Danny Willett was due to return home to the UK today after his memorable Masters triumph - and has Rory McIlroy's majors tally in his sights.
The 28-year-old, who capitalised on champion Jordan Spieth's slip to land his first major on Sunday night, was expected to land at Manchester Airport this morning.
He arrives home having become the first European to win the Masters since 1999 and only the second English player to receive a green jacket.
A flawless closing 67 at Augusta capitalised on a shocking collapse from defending champion Spieth, who was five shots clear with nine holes remaining, and Willett's manager believes the success will not be a one off.
Andrew 'Chubby' Chandler said: "Winning the Masters is the start of the journey, not the end of the journey. Danny thinks he can get to number one in the world. He won't be distracted. He knows just exactly what he's trying to do.
"Danny can to get to number one in the world without any doubt and I think he can win another major this year. The one thing about him is that his game is suited to all the courses.
"He knows exactly how many majors Rory (McIlroy) has won and he will want to get up there and past Rory's tally. If you take Tiger (Woods) out, what is the next best tally of majors among current players? Phil Mickeslon with five.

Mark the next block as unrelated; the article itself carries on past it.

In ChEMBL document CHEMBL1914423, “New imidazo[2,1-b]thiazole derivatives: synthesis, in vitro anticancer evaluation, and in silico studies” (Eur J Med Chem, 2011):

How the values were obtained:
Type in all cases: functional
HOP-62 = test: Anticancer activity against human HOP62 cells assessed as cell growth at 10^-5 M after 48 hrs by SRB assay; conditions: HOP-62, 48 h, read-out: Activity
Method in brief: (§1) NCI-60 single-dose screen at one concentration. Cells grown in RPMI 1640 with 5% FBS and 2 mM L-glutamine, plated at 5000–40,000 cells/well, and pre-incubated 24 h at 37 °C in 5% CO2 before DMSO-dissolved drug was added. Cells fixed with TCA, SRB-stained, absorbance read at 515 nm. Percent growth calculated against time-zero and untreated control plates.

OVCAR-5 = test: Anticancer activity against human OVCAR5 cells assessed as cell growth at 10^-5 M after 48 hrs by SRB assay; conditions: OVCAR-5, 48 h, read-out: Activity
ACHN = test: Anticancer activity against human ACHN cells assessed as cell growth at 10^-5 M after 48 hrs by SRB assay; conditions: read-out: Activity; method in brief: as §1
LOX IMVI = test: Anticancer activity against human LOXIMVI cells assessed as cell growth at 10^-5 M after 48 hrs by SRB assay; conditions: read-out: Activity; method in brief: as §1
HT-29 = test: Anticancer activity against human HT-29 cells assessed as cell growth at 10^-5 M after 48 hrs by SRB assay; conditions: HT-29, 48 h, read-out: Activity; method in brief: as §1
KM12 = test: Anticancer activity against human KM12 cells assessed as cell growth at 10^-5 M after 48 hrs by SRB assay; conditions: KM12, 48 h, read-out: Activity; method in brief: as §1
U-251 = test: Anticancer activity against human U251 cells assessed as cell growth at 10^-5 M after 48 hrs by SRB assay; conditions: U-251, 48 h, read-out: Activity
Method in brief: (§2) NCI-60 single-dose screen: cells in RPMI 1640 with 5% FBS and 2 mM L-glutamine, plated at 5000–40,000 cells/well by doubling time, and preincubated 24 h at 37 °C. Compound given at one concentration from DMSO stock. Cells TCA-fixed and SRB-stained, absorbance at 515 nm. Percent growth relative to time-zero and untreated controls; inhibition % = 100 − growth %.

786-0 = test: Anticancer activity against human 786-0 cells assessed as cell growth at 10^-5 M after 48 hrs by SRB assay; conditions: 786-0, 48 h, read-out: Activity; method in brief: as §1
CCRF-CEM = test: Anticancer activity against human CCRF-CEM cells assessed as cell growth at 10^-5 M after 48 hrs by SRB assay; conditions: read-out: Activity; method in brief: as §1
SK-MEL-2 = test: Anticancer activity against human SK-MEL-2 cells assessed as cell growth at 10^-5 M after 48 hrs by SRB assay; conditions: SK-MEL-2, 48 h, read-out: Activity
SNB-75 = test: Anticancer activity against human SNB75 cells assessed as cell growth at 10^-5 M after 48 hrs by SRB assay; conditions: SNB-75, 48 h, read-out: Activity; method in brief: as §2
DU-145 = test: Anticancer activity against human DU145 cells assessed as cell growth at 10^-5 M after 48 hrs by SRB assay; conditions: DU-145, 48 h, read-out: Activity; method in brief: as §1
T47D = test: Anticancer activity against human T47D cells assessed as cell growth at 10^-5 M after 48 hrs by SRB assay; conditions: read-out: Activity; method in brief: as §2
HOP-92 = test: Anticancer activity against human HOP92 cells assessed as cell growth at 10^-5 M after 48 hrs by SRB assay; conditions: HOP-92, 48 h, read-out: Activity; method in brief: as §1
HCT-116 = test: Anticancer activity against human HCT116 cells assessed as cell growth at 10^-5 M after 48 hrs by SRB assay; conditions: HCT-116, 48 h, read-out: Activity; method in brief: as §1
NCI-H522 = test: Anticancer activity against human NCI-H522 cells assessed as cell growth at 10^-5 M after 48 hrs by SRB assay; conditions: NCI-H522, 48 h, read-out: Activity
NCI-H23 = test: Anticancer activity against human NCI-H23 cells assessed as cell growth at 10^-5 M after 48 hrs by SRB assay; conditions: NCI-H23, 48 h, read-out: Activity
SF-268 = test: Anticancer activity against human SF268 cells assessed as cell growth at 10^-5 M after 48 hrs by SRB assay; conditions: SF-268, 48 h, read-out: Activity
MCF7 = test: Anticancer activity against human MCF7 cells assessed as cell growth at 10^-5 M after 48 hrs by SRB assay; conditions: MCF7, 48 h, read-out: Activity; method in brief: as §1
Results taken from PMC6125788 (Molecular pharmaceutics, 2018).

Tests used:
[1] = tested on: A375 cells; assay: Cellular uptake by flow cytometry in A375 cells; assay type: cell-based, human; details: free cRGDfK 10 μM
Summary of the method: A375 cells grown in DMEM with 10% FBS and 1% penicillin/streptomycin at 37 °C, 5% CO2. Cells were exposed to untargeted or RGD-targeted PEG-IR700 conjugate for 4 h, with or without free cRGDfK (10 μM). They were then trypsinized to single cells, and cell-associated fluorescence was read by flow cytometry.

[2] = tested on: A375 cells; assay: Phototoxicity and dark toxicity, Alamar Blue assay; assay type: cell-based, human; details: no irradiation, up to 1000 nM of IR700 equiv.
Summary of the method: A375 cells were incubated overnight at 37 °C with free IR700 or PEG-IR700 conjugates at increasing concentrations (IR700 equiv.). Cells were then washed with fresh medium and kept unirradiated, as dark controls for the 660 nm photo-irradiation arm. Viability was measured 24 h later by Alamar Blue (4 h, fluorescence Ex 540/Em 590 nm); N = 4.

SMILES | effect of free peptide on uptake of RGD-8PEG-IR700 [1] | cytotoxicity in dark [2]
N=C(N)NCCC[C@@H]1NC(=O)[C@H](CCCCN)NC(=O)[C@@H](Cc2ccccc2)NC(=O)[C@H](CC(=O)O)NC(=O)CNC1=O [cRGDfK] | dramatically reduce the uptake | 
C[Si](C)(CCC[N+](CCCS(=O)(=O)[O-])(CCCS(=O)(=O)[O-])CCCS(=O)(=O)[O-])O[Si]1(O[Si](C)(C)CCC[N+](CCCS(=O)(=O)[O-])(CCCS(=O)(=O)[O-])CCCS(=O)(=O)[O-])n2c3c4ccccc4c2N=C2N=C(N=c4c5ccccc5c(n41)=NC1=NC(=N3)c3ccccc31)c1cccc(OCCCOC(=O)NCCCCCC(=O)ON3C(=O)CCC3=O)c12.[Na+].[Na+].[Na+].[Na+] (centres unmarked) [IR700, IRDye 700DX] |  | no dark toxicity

"At the end of the day Danny can become one of the greats of his time, and I would not be surprised if he is."
Willett was already ranked 19th in the world at the end of 2015, but Chandler revealed the lengths the former world amateur number one is prepared to go to in order to achieve success.
"Over Christmas he had his blood tested and he had his sweat tested just to get everything right," Chandler added. "You know when you have somebody that wants to be good.
"He had his trainer here (in Augusta) and he's got a terrible back, so once a month he has a check-up, and then he goes on and does his thing properly. He works so hard in the gym. Partly because of his back and because he wants to. So he will be here for long time.
"He lives his life unbelievably well and he deserves everything he gets. He doesn't use a psychologist as he said he talks to his dad (Steve, a Sheffield vicar) and that's what he does. He just does the right thing and he thinks if he does that, he is not going to go too far wrong."